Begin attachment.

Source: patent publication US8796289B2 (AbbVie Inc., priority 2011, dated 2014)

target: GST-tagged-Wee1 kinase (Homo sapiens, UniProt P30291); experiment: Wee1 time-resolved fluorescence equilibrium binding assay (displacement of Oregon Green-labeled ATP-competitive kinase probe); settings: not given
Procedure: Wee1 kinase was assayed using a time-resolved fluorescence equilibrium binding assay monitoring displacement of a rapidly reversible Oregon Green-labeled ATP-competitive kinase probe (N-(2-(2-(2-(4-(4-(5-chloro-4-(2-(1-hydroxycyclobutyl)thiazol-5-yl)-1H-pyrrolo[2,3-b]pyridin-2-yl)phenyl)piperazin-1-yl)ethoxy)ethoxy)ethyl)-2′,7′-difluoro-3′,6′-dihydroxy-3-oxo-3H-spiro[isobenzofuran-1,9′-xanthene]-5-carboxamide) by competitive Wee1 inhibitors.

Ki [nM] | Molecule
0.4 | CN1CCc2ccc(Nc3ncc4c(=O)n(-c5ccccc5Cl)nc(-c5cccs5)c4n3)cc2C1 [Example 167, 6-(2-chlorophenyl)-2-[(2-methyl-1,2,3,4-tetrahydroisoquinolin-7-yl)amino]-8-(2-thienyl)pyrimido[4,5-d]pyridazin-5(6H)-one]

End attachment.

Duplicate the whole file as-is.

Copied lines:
Source: patent publication US8796289B2 (AbbVie Inc., priority 2011, dated 2014)

target: GST-tagged-Wee1 kinase (Homo sapiens, UniProt P30291); experiment: Wee1 time-resolved fluorescence equilibrium binding assay (displacement of Oregon Green-labeled ATP-competitive kinase probe); settings: not given
Procedure: Wee1 kinase was assayed using a time-resolved fluorescence equilibrium binding assay monitoring displacement of a rapidly reversible Oregon Green-labeled ATP-competitive kinase probe (N-(2-(2-(2-(4-(4-(5-chloro-4-(2-(1-hydroxycyclobutyl)thiazol-5-yl)-1H-pyrrolo[2,3-b]pyridin-2-yl)phenyl)piperazin-1-yl)ethoxy)ethoxy)ethyl)-2′,7′-difluoro-3′,6′-dihydroxy-3-oxo-3H-spiro[isobenzofuran-1,9′-xanthene]-5-carboxamide) by competitive Wee1 inhibitors.

Ki [nM] | Molecule
0.4 | CN1CCc2ccc(Nc3ncc4c(=O)n(-c5ccccc5Cl)nc(-c5cccs5)c4n3)cc2C1 [Example 167, 6-(2-chlorophenyl)-2-[(2-methyl-1,2,3,4-tetrahydroisoquinolin-7-yl)amino]-8-(2-thienyl)pyrimido[4,5-d]pyridazin-5(6H)-one]